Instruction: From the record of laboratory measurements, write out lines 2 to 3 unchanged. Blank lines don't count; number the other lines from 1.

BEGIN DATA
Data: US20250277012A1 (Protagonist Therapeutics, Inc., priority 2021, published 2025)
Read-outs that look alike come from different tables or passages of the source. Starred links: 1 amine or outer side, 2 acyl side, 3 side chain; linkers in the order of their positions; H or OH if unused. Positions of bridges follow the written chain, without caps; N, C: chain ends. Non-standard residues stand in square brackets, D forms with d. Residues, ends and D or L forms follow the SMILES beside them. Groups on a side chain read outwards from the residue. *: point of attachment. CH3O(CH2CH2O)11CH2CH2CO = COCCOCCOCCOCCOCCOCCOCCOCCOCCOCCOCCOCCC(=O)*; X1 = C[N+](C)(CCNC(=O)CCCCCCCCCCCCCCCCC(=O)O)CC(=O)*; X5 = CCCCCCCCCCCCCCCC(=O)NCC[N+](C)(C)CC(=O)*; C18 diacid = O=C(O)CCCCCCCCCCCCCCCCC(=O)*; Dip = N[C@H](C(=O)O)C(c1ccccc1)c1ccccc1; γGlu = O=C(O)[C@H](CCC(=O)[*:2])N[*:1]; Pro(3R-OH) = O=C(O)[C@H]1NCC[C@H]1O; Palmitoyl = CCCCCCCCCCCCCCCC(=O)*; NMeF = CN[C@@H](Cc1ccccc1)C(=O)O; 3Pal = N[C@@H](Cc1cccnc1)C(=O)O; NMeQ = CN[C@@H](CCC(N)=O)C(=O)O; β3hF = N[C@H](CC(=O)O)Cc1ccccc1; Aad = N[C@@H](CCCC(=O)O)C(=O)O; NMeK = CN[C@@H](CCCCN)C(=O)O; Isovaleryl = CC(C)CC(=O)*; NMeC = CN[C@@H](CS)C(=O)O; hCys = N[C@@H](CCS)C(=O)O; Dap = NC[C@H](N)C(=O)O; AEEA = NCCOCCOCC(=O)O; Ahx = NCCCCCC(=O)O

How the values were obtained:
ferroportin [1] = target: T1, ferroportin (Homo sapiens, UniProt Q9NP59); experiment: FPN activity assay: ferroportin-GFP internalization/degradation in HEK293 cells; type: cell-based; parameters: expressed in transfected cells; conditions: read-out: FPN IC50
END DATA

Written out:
Read-outs that look alike come from different tables or passages of the source. Starred links: 1 amine or outer side, 2 acyl side, 3 side chain; linkers in the order of their positions; H or OH if unused. Positions of bridges follow the written chain, without caps; N, C: chain ends. Non-standard residues stand in square brackets, D forms with d. Residues, ends and D or L forms follow the SMILES beside them. Groups on a side chain read outwards from the residue. *: point of attachment. CH3O(CH2CH2O)11CH2CH2CO = COCCOCCOCCOCCOCCOCCOCCOCCOCCOCCOCCOCCC(=O)*; X1 = C[N+](C)(CCNC(=O)CCCCCCCCCCCCCCCCC(=O)O)CC(=O)*; X5 = CCCCCCCCCCCCCCCC(=O)NCC[N+](C)(C)CC(=O)*; C18 diacid = O=C(O)CCCCCCCCCCCCCCCCC(=O)*; Dip = N[C@H](C(=O)O)C(c1ccccc1)c1ccccc1; γGlu = O=C(O)[C@H](CCC(=O)[*:2])N[*:1]; Pro(3R-OH) = O=C(O)[C@H]1NCC[C@H]1O; Palmitoyl = CCCCCCCCCCCCCCCC(=O)*; NMeF = CN[C@@H](Cc1ccccc1)C(=O)O; 3Pal = N[C@@H](Cc1cccnc1)C(=O)O; NMeQ = CN[C@@H](CCC(N)=O)C(=O)O; β3hF = N[C@H](CC(=O)O)Cc1ccccc1; Aad = N[C@@H](CCCC(=O)O)C(=O)O; NMeK = CN[C@@H](CCCCN)C(=O)O; Isovaleryl = CC(C)CC(=O)*; NMeC = CN[C@@H](CS)C(=O)O; hCys = N[C@@H](CCS)C(=O)O; Dap = NC[C@H](N)C(=O)O; AEEA = NCCOCCOCC(=O)O; Ahx = NCCCCCC(=O)O

How the values were obtained: